The increase in our April exports of goods came about largely as a result of higher exports of capital goods and of industrial supplies and materials, which were partly offset by lower exports of automotive goods…referencing the Full Release and Tables for April (pdf), in Exhibit 7 we find that our exports of capital goods rose by $2,074 million to $44,250 million on a $1,425 million increase in our exports of civilian aircraft and a $305 million increase in our exports of semiconductors, and that our exports of industrial supplies and materials rose by $831 million to $52,200 million on a $981 million increase in our exports of crude oil, a $518 million increase in our exports of fuel oil, a $623 million increase in our exports of petroleum products other than fuel oil, and a $344 million increase in our exports of organic chemicals, which were partly offset by a $1313 million decrease in our exports of non monetary gold and a $328 million decrease in our exports of other precious metals…in addition, our exports of foods, feeds and beverages rose by $268 million to $13,798 million on increases exports of several food items, despite lower exports of corn, soybeans, and other animal feeds…partly offsetting the increases in those export categories, our exports of automotive vehicles, parts, and engines fell by $1,027 million to $11,916 million on a $411 million decrease in our exports of parts and accessories of vehicles other than engines, chassis, and tires and a $398 million decrease in our exports of trucks, buses, and special purpose vehicles, our exports of consumer goods fell by $252 million to $16,976 million on a $243 million decrease in our exports of cell phones, and our exports of other goods not categorized by end use fell by $260 million to $5,633 million….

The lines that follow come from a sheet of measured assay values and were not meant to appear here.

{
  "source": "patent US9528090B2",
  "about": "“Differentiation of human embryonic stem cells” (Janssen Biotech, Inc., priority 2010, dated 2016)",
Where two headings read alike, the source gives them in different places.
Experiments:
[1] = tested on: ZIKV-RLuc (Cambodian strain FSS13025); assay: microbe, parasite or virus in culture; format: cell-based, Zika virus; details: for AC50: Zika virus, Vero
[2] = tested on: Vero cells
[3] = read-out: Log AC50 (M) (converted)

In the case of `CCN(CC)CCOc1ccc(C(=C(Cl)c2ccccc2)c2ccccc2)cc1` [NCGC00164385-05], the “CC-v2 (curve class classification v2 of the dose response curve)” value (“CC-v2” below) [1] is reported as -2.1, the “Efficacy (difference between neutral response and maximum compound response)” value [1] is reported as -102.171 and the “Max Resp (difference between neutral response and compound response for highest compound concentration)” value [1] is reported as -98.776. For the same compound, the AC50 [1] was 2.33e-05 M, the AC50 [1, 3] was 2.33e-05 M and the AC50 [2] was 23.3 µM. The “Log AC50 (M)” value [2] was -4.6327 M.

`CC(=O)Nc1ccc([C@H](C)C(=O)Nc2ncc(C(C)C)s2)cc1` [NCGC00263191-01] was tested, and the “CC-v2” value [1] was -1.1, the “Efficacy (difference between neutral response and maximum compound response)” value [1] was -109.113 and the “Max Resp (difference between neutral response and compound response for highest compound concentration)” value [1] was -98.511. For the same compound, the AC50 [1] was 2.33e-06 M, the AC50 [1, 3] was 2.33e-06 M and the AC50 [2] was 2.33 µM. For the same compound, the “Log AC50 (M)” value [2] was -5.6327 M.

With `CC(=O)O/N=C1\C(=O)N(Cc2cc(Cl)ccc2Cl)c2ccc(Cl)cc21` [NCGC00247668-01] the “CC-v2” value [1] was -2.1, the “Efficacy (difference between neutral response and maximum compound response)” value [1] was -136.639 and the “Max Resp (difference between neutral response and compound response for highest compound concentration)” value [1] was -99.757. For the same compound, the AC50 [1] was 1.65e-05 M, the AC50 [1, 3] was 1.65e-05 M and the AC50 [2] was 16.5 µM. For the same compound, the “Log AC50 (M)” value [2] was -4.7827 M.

Exhibit 8 in the Full Release and Tables gives us seasonally adjusted details on our goods imports and indicates that lower imports of consumer goods and of automotive goods were largely responsible for the April decrease in our imports….our imports of consumer goods fell by $2,612 million to $63,719 million on a a $890 million decrease in our imports of apparel and textiles other than those of wool or cotton, a $692 million decrease in our imports of toys, games, and sporting goods, a $682 million decrease in our imports of household appliances, a $616 million decrease in our imports of cotton apparel and household goods, a $565 million decrease in our imports of stereo equipment  and related goods, a $393 million decrease in our imports of footwear, a $351 million decrease in our imports of art, antiques, and other collectibles, and a $324 million decrease in our imports of non-textile apparel and household goods, which were partly offset by a $1,689 million increase in our imports of cell phones and similar household goods and a $308 million increase in our imports of pharmaceuticals…at the same time, our imports of automotive vehicles, parts and engines fell by $1,056 million to $29,361 million on a $695 million decrease in our imports of parts and accessories of vehicles other than engines, chassis, and tires and a $478 million decrease in our imports of new and used passenger cars, while our imports of industrial supplies and materials fell by $814 million to $49,695 million on a $504 million decrease in our imports of fuel oil, and our imports of other goods not categorized by end use fell by $819 million to $9,475 million….partly offsetting those increases, our imports of foods, feeds, and beverages rose by $473 million to $14,546 million on a $229 increase in our imports of fish and shellfish, our imports of capital goods rose by $272 million to $63,705 million on a $382 million increase in our imports of civilian aircraft and increases in imports of other capital goods, offset by a $749 million decrease in our imports of semiconductors and a $544 million decrease in our imports of computers…